Tuesday, April 23, 2024

Deepblu To Take App Servers Offline


Deepblu announced this week that it will be taking the servers that support its mobile app offline due to a lack of funds.

According to a notice posted on the company’s website:

“Thank you very much for your trust and support for the past 10 years. With every year new users joining our community, we have more and more load on our servers. At this moment, too few users are willing to pay for the subscription, the company can no longer afford the high server operating expenses. After thorough consideration, the company will take the server offline, but it will not affect the independent use of the linked device, including brands like Suunto or Cosmic. It is strongly recommended that you back up your videos, pictures and other data as soon as possible.”

The app allowed divers to showcase their diving feats, interact with the ocean community at large and plan their next dive trip.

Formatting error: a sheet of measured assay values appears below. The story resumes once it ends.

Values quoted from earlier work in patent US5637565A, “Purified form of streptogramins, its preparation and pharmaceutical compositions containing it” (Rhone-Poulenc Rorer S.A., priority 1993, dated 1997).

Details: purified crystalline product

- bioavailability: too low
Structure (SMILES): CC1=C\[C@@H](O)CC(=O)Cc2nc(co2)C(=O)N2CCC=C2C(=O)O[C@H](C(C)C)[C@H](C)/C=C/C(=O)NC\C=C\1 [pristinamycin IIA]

It also allowed users to create a profile to interact with others on the platform. This profile included all the diver’s certifications as well as a digital dive logbook, an overview of all diving adventures the diver wants to share with their buddies or the public.

Deepblu dive logs could be created manually, or automatically with a compatible dive computer such as Deepblu’s own COSMIQ+ or a 3rd-party computer via the open-source software Subsurface.

Check out the notice here.

John Liang
John Lianghttps://www.deeperblue.com/
John Liang is the News Editor at DeeperBlue.com. He first got the diving bug while in High School in Cairo, Egypt, where he earned his PADI Open Water Diver certification in the Red Sea off the Sinai Peninsula. Since then, John has dived in a volcanic lake in Guatemala, among white-tipped sharks off the Pacific Coast of Costa Rica, and other places including a pool in Las Vegas helping to break the world record for the largest underwater press conference.